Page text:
Brothers Mario [Pratt] and Luigi [Day] are trying to get ahead in their hometown of Brooklyn but their startup plumbing company is struggling to get off the ground. One night, when trying to prove their value, Mario and Luigi find themselves deep beneath the city streets and are sucked into a pipe that transports them to a distant, fantastical land: the Mushroom Kingdom. Unfortunately, they are separated in the process. Luigi is captured by the malevolent Bowser [Black] and Mario must seek help from the kingdom’s ruling princess, Peach [Taylor-Joy].
The Super Mario Bros. Movie has all the sheen one would expect from a project of this scale and heft. But more than that, it’s actually incredibly pretty and lush, with strong, vibrant visuals and rich detail. Not only in terms of surface and construction, but the overall production design, which sees every single inch of the frame stuffed with homage. Subsequently, what we get is an incredibly loving and sincere celebration of a franchise which has spanned forty plus years.
A point of contention for many going into this movie was the cast. All thoroughly capable in their own right, but perhaps not the best fit for this collection of beloved (albeit silent or monosyllabic) characters. Thankfully, the narrative quickly outlines why they don’t opt for the “Mario voice” and, as much as it may pain people to hear this, it’s the right call. That high pitched energy would grate very quickly. And while Pratt doesn’t do much to really earn his place as the perfect guy for the role, he doesn’t scupper it either. Similarly, Seth Rogen as Donkey Kong feels like a largely ill-match, solely for the fact he brings his own voice to the performance and nothing else. But this never derails the feature, and once you acclimatise, it’s perfectly serviceable. Whereas Black, Day, Taylor-Joy and Keegan-Michael Key as Toad, all deliver exactly what you might want or have hoped for with their respective characters.
But the truth is, this film is exactly what many people presumed it would be: a wholly competent, somewhat generic, animated action adventure. The story is incredibly straightforward, with any real nuance or complexity sidelined in favour of momentum. Granted, there will be debates about whether that was the right call or not, with some claiming a Mario film needs to hit certain beats and this provides more than enough without stretching itself too thin. That said, the film commits something of a cardinal sin by setting up a surprisingly fantastic, endearing dynamic and then stripping it from us. I’m talking about the folly of separating Mario and Luigi. Yes, Mario needed someone to rescue but the relationship and energy between the eponymous brothers was remarkably charming. So much so that, without it, the film seemed a little rudderless at times.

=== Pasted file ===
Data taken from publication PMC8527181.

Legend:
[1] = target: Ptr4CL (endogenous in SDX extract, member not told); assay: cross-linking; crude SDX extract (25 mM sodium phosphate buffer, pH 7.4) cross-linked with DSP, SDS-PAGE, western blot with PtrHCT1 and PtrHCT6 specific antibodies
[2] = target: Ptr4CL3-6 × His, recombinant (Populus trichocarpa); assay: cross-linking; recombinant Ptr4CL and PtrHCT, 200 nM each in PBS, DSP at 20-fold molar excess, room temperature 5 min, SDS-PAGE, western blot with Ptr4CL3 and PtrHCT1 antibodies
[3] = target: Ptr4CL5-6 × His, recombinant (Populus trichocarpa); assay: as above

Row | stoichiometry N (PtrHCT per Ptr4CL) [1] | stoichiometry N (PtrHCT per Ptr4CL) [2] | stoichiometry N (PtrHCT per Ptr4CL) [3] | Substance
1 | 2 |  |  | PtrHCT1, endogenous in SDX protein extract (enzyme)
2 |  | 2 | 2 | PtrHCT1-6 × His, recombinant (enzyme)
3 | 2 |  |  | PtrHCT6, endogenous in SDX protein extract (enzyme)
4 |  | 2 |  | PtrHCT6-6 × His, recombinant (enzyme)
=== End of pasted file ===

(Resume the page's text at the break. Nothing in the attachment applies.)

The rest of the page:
And speaking of things that mostly work, we need to talk about the music. For the majority of this film’s (mercifully short) runtime, Brian Tyler’s score manages to juggle its own atmospheric ambience as well as injecting countless iconic leitmotifs. But then there are the needle drops. Par for contemporary animated releases, this film feels the need to litter the movie with copious amounts of 80s songs, which end up feeling a bit much and pull you out of the film. And that’s me as a nearly forty year old speaking. I can only imagine what a ten year old will be thinking – considering the equivalent would be filling the 1993 Mario Bros film with constant 50s rockabilly.
At the end of the day, this movie’s heart is in the right place and what we end up with is an undeniably fun, if lightweight, feature that families will enjoy. So, if your hopes are for something akin to Lego Movie, Kung Fu Panda, or even Cloudy With A Chance Of Meatballs you’ll be in for disappointment. What has been produced here is everything I’d expect from a Mario movie.. but nothing more.
7 April 2023
The Scene To Look Out For:
Very early on, still in the prologue stage, we are introduced to Mario and Luigi through a commercial they have made. This then transitions to their first major job as independent contractors. For me this was one of those subtly pivotal moments that informed me how the rest of the film would unfold. All the world-building and subtle nods were replaced with a plumbing job where the brothers get into a very cartoony fight with a dog. Needless to say, while you have films like Spider-Man: Into The Spider-Verse, Puss In Boots: The Last Wish and the upcoming Teenage Mutant Ninja Turtles: Mutant Mayhem pushing the boundaries of animated films, this sequence felt like the most safe and generic escapade that could have sat comfortably in countless other forgettable releases.
While I’ve chastised the film for separating Mario and Luigi, I can possibly understand the thinking behind it, given how much of the spotlight was taken by Charlie Day as Luigi. Not only a great casting choice but a genuinely amusing and engaging individual, and possibly the only character who feels like they have an actual arc.
In A Few Words:
“As an inoffensive tick-box family feature, Mario Bros delivers, but fails to take the franchise further than its origins or trappings.”
Total Score: 3/5